4. Overpayment of management fees

Findings of fact will not be set aside on appeal unless they are clearly erroneous.  Minn. R. Civ. P. 52.01.  “[W]e view the record in the light most favorable to the judgment of the district court.”  Rogers v. Moore, 603 N.W.2d 650, 656 (Minn.1999).   We will not reverse the district court's judgment merely because we view the evidence differently.  Id. “That the record might support findings other than those made by the trial court does not show that the court's findings are defective.”  Vangsness v. Vangsness, 607 N.W.2d 468, 474 (Minn.App.2000).

The district court found:

Section 20 of the Partnership Agreement provided that the Agreement “may be altered or amended at any time by written amendment executed by the partners.”  [Respondent] acknowledges that Mr. Smith agreed in writing to the management fee increase to $660.00 per month.

[Appellant] testified that it was the intent of the Partnership to increase the fees after the approved 1991 increase.   However there was no written evidence of Mr. Smith's assent.   In fact there is a written letter from Smith referring to [appellant's] unilateral increase in management fees․  The letter implies Smith did not consent to the increase.   Although increased management fees were submitted to the housing authority for approval there is no written agreement between the partners of S & G. The unapproved management fees were paid by [appellant] to himself in breach of the Partnership Agreement.  [Respondent] is hereby granted an award in the amount of $21,268.00 for the over payment of the management fees․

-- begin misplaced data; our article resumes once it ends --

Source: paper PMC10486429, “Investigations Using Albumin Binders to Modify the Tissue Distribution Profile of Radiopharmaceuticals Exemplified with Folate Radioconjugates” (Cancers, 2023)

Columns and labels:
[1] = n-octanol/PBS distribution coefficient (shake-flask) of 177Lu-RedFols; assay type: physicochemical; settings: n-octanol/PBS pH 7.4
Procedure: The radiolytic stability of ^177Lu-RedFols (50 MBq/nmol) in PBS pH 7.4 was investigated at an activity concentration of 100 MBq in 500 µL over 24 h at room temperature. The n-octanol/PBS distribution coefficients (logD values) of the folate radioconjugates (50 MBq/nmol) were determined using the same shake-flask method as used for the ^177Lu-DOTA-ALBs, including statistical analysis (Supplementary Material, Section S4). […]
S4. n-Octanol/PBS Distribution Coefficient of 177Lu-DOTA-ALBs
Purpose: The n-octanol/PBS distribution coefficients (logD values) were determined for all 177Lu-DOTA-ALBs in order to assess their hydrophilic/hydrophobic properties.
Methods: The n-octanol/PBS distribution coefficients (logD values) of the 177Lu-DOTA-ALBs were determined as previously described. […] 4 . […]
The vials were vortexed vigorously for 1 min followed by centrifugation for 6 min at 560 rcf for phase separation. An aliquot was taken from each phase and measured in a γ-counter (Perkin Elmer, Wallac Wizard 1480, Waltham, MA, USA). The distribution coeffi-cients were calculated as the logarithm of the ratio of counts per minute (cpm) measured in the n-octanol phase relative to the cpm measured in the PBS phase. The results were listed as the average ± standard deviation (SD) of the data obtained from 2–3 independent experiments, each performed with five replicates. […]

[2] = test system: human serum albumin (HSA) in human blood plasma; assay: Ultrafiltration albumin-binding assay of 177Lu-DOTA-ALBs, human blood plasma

Appellant testified that the MHFA suggested that the management fee be increased because rent could then be raised, and there would be no net effect on partnership profit.   Appellant argues that the district court erred as a matter of law and that respondent could not establish a breach-of-contract claim with respect to the management fees because respondent could not establish that it had been damaged.   Appellant argues further that it would be unjust to enrich respondent for appellant's sole labor as manager when there could be no effect on partnership income.